Stampede At Religious Places: Sabarimala Again
Each year in December, hundreds of thousands of South Indian men from various parts of the world prepare to undertake what can only be described as one of the most arduous of fasts and an equally gruelling pilgrimage – the annual visit to Sabarimala. Each year, over 50 million devotees visit this shrine that traces its antiquity to the 12th century AD. Dedicated to Ayyappa, an incarnation of Dharma Sastha, the temple is open on only a few days each year. The heaviest footfall here is seen during the Mandala Puja days (approximately mid-November to late December), the Makaravilakku (around 14 January) and on the first five days of each month in the Malayalam calendar.
Sabarimala Attracts Huge Crowds
Pilgrims pour in from all parts of the world. South Indian Hindu men consider it their spiritual goal to make it to the mountain shrine of Sabarimala at least once in a lifetime. In fact, it is a tradition often passed down from father to son. Sabarimala is a common unifier – no matter what the social, political or ideological differences, the chant of “Samiye Saranam Ayyappa” brings together pilgrims from Kerala, Tamil Nadu, Andhra Pradesh, Telengana and Karnataka.
Given the huge crowds that this shrine attracts and the forested, mountainous path taken by pilgrims to the Sabarimala temple, stampedes, fires and other accidents are becoming common here. The temple is perched at a height of 4,133 feet above sea level and only basic medical facilities are available there. In recent days, the government of Kerala has roped in the police and other organisations to provide better facilities and yet there are times when major mishaps occur.
Stampede at Sabarimala
On Sunday 25 December, 2016, a stampede caused by an uncontrollable crowd injured over 32 pilgrims at the Sabarimala Temple. Two of them were critically injured. The accident occurred when a rope used to queue up the pilgrims snapped and the crowd rushed over the barricade. The accident occurred close to Malikapuram. The injured pilgrims were rushed to the hospital at Pamba. The two pilgrims who were critically injured were admitted at the Kottayam Medical College and Hospital.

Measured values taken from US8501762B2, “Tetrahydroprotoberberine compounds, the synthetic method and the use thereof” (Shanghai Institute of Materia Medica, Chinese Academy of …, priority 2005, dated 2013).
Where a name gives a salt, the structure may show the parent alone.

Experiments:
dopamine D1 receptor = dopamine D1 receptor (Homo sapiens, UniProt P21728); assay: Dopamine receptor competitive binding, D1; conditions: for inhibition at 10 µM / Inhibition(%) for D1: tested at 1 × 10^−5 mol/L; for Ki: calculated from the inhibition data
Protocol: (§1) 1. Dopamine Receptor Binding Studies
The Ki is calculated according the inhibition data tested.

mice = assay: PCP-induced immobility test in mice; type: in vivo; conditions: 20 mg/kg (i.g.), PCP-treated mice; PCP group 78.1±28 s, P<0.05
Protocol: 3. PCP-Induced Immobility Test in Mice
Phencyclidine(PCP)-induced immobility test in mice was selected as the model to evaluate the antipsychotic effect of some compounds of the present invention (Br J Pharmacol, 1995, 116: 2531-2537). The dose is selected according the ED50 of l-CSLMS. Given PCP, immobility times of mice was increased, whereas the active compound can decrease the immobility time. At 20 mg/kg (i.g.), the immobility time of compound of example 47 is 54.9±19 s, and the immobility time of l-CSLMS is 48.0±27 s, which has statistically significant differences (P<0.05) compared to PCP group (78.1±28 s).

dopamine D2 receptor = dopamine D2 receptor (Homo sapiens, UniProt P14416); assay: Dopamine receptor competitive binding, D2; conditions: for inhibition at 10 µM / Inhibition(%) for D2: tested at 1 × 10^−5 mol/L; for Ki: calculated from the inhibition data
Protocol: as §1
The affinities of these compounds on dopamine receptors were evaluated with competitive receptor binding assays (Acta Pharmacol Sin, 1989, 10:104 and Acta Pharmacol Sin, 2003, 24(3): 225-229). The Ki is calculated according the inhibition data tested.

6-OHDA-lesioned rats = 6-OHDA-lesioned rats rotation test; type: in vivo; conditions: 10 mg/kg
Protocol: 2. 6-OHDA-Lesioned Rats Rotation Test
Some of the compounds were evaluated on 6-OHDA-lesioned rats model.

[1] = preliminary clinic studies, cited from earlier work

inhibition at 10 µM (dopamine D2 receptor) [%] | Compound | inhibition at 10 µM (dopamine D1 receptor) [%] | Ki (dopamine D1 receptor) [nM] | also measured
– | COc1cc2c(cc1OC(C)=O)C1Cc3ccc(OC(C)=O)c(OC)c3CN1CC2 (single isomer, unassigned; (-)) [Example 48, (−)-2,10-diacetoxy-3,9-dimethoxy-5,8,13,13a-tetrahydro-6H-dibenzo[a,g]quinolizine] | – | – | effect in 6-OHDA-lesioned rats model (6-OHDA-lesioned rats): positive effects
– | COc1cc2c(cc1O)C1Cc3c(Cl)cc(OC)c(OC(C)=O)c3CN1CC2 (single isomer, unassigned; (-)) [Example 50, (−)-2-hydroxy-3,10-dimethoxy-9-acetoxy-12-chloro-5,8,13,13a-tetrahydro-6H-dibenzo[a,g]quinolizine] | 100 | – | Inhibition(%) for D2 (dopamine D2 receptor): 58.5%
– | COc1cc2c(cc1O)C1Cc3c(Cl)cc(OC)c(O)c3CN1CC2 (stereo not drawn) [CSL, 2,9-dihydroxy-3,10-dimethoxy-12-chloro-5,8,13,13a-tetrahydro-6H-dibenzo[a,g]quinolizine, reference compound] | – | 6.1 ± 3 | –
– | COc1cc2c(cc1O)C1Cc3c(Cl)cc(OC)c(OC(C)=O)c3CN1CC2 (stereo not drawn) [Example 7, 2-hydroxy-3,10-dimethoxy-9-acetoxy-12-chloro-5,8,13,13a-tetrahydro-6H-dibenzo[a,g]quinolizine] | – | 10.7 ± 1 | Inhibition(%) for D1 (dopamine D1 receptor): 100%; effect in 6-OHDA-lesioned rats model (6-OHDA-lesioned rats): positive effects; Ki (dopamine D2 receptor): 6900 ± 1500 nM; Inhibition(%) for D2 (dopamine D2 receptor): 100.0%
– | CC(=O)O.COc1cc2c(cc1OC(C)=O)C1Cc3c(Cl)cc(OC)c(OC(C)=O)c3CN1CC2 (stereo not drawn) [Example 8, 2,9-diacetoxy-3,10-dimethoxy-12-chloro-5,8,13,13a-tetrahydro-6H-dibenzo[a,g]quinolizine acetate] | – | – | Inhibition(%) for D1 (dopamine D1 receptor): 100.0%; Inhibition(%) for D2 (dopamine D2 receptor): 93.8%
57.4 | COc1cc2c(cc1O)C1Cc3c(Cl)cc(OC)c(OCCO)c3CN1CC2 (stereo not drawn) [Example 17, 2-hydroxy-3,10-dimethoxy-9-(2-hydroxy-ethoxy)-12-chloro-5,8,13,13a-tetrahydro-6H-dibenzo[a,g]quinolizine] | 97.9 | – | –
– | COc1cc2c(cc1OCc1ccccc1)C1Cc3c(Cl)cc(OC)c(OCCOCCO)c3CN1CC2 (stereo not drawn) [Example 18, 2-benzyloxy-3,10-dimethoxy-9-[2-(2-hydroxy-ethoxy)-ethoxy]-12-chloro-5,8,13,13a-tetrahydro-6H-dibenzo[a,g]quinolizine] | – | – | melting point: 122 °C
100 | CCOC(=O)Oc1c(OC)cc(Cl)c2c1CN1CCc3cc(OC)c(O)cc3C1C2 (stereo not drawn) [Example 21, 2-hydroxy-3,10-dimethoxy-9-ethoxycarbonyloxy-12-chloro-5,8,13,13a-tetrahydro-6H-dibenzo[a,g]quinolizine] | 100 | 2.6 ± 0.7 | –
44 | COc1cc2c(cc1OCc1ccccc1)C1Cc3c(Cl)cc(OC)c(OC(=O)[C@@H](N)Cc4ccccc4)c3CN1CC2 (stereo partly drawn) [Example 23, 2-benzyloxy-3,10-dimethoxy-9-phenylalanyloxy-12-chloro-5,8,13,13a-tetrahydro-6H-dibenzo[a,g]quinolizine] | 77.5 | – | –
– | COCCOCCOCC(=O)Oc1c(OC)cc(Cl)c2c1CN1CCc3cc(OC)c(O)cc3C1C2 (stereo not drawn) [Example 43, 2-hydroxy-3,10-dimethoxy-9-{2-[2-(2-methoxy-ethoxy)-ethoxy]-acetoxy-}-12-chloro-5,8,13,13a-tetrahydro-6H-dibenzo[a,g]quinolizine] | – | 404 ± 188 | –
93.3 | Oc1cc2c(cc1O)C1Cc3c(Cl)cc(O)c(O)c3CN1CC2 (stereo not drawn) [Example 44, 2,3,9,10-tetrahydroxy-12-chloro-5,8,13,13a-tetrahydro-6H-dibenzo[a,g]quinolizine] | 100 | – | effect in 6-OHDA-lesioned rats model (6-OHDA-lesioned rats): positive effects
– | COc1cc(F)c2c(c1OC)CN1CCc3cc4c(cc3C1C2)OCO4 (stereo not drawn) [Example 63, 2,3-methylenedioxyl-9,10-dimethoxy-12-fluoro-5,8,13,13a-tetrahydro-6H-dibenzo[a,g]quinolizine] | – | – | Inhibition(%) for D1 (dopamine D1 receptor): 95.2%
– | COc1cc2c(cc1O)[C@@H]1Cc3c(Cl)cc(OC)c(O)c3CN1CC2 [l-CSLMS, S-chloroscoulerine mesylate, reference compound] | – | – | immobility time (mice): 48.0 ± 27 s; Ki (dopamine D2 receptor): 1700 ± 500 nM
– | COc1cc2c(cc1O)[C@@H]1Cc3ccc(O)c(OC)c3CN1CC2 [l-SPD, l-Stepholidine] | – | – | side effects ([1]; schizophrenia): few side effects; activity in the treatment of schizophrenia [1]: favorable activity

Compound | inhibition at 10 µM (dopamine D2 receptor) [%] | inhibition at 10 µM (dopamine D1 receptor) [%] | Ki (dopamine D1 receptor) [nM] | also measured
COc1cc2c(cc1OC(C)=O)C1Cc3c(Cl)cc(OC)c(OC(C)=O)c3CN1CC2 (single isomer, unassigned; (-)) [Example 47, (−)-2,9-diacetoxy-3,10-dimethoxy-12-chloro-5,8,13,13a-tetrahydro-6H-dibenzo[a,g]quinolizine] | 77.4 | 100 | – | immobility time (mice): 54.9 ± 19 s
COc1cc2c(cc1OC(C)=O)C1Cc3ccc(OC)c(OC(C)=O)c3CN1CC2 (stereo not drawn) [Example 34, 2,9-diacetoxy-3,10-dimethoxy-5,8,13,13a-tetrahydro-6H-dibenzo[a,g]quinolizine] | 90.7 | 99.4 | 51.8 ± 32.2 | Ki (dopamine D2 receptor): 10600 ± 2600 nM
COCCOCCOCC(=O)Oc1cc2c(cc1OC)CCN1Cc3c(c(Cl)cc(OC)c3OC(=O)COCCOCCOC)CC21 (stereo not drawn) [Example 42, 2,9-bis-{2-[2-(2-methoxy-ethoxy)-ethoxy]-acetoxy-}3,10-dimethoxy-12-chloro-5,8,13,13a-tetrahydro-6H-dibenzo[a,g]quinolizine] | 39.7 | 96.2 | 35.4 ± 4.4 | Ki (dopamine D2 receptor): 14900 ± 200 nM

Sunday was the last day of the Mandala Puja when the deity is decked in the Thanga Angi (diving ornaments) that are brought in a procession from the Aranmula Sree Parthasarthy temple. The thronging crowds were keen to see the idol and some of the devotees tried to rush in bypassing the queues. Most of the pilgrims hurt are believed to have come from Andhra Pradesh.
About a couple of decades ago, stampedes and accidents were a common occurrence during the Sabarimala pilgrimage. Of late, however, better systems have evolved, helping the temple authorities avert any major mishap. The last major accident in Sabarimala was in 2011 when a jeep crashed into a group of pilgrims at Pulimedu (Idukki district) causing a major stampede. About 104 devotees were killed and more than 40 pilgrims injured at that time.
Learning Bitter Lessons
In the cases of most temple accidents in the country, it is quite likely that we will find gross negligence to be the cause. While it may be quite easy to pronounce a verdict in most cases, there are many other factors that we have to consider when it comes to the Sabarimala Temple. The first is the sheer number of pilgrims during the peak season. On the Makaravilakku day or the main Mandala Puja day, there are over 4-5 million pilgrims present, each eager to catch a glimpse of the deity. Most of them also want to climb the sacred 18 steps that lead up to the main sanctum sanctorum. No matter how many policemen are deployed and how many barricades erected, the crowds are more than capable of felling all security arrangements. It is when one section of the crowd decides to bypass the barricades or the safety regulations that much of the trouble breaks out.
The temple authorities and the government of Kerala must, undoubtedly, prioritise this pilgrimage route since it is not only a great crowd-puller but also an important source of revenue for the state. It is imperative that urgent steps be taken to build concrete barricades and better crowd management techniques be put in place. Authorities must take active steps to build a hospital in the vicinity of the shrine for emergencies such as the recent stampede. Mobile medical units are usually available but the facilities are hardly adequate. As of 2011 – 12, the earnings of the Travancore Devaswom Board which administers the Sabarimala Temple recorded earnings worth Rs 390 crore in all and Rs 200 crore only from the Sabarimala shrine. It is imperative that a major chunk of this revenue should go towards putting in place the necessary infrastructure for pilgrims who come from far and wide.
The 40-day fast that is observed as a prelude to the pilgrimage is a rather difficult one. Pilgrims wear only black clothes and sleep on the cold stone floor through this period. They abstain from consumption of alcohol, meat and even give up on onions, garlic and rich spices. They pack their “irumudi” bags with ghee-filled coconuts, rosewater, holy ash, sandal and camphor and carry this on their heads along with a few basic food items. In earlier days when they made their way through the jungle, the pilgrims would strike up a fire and cook a basic gruel for their meals. The discipline and devotion exhibited by the pilgrims in their preparation to undertake the pilgrimage is tremendous. We can only hope that they exercise some of that legendary restraint and discipline while queuing up or lighting the ghee and camphor lamps at the shrine as well.